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PC Paul Withrington guilty of stealing police equipment and putting it on eBay

By Paul Hooper

An officer who stole police equipment was collared when detectives took to eBay to find the missing items.

PC Paul Withrington had been stealing for two years and stolen gear was found in his police van and even his lunch box, Canterbury Crown Court heard.

Withrington, of The Farrows, Maidstone admitted taking equipment worth nearly £16,000 and was today jailed for a year.

PC Paul Withrington
PC Paul Withrington

Judge James O’Mahony told him: “If you can’t trust a police officer then who can you trust?”

Prosecutor Robert De Banzie told how officers became concerned after items, including combat trousers, torches, CDs, a satnav and other items had vanished from police stations.

“Police decided when an LED torch had been stolen they would check eBay. One was being sold by a user called ‘Paul1981With’ from a Sittingbourne address. Other checks showed the account owner was Paul Withrington.”

New data protection regulations will be a challenge for businesses, say experts. Picture: Thinkstock
New data protection regulations will be a challenge for businesses, say experts. Picture: Thinkstock

The 35-year-old, based at Medway, was arrested and immediately confessed.

The disgraced officer has since been sacked from the force.

Mr De Banzie said, the officer set up other eBay accounts to help boost bids on the items for sale, which helped him net £5,761.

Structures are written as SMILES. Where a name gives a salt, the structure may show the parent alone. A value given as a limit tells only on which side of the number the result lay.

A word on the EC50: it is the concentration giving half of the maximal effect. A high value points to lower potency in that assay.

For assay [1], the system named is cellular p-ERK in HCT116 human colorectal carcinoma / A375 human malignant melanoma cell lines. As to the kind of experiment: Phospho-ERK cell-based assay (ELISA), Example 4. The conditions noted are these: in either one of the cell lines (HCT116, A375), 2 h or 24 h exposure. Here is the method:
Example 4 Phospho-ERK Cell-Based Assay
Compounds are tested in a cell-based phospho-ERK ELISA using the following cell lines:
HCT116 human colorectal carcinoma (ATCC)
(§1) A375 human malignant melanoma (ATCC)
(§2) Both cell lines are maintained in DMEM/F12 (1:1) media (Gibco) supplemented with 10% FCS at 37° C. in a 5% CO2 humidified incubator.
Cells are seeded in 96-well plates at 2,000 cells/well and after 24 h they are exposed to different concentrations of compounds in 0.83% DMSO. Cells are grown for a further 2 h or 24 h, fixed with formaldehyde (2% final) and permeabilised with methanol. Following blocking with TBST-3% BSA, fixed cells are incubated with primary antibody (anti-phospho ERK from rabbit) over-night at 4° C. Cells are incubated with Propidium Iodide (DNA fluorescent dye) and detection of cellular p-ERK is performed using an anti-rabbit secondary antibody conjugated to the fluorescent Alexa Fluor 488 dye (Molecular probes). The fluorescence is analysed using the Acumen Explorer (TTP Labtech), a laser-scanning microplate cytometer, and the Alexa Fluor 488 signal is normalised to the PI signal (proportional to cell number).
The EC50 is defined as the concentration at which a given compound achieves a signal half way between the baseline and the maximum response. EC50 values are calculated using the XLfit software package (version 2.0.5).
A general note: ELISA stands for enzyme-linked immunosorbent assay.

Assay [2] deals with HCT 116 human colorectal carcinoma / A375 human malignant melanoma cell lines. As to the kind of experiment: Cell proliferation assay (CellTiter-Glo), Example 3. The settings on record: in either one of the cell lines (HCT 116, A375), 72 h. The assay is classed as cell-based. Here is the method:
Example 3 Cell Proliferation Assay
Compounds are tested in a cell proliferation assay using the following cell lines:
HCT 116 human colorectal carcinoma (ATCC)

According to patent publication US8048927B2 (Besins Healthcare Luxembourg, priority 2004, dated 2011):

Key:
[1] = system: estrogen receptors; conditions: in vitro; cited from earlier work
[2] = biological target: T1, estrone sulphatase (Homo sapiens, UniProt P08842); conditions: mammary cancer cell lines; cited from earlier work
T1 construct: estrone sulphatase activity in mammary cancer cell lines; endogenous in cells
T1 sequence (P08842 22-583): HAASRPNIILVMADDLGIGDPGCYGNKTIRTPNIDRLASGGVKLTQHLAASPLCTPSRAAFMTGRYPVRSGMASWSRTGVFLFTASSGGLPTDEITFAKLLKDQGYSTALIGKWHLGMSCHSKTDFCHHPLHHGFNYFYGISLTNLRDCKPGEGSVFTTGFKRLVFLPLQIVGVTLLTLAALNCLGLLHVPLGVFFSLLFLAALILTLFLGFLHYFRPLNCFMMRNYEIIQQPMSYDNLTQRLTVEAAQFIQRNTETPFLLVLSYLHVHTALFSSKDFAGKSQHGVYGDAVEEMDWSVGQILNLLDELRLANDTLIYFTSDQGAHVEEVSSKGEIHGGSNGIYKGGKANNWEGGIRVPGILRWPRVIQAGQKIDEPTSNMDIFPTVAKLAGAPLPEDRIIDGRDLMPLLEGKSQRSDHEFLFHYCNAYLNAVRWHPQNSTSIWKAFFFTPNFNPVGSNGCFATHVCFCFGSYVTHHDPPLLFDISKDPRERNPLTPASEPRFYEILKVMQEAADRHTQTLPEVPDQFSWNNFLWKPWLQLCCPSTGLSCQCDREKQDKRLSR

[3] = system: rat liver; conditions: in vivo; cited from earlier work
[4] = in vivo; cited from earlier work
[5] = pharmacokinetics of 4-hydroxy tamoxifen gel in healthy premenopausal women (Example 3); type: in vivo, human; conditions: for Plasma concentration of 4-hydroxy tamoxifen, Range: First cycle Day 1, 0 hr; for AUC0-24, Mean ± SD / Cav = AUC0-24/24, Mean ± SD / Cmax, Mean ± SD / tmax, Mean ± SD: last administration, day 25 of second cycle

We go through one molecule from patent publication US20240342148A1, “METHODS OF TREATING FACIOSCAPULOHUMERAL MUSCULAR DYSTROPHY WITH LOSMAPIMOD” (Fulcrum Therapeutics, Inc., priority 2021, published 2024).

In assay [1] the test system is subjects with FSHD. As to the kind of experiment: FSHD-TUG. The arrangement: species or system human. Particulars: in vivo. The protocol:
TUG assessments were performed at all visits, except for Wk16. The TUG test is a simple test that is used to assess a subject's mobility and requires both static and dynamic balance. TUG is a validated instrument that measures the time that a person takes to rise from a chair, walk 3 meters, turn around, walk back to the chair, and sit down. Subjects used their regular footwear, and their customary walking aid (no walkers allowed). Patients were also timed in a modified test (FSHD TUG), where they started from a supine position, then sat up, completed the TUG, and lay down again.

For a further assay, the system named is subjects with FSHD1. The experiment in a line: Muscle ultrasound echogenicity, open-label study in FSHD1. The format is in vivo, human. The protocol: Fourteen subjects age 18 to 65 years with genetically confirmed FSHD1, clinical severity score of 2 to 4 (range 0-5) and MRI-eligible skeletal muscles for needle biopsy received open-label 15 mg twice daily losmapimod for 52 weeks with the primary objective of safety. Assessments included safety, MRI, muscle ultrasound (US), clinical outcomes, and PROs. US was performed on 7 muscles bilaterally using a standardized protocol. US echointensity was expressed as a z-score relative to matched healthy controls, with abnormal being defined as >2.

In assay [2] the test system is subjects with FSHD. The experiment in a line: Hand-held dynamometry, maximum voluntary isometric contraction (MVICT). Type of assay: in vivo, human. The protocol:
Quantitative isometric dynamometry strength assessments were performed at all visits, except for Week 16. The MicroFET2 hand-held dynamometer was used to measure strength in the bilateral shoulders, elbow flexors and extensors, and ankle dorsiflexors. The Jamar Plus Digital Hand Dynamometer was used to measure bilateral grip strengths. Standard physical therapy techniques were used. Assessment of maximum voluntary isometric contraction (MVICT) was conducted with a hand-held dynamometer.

“He was unable to offer an explanation for his behaviour; he had no financial problems and told officers he wanted to give no excuses.”

Caroline Harris, defending, said Withrington had served with the police for 11 years and had received the Queen’s Jubilee Medal. She added that he had received thanks from the victims of bereavement after acting as a liaison officer.

His Honour Judge James O'Mahony.
His Honour Judge James O'Mahony.

He now has a job in car sales and has taken part in marathons and mountain climbs to raise money for charities.

“He is truly sorry for what he has done and is concerned about the effect on his wife and young child.”

But Judge O'Mahony said it had been "a systematic and determined theft of police property.. paid for, ultimately, by taxpayers."

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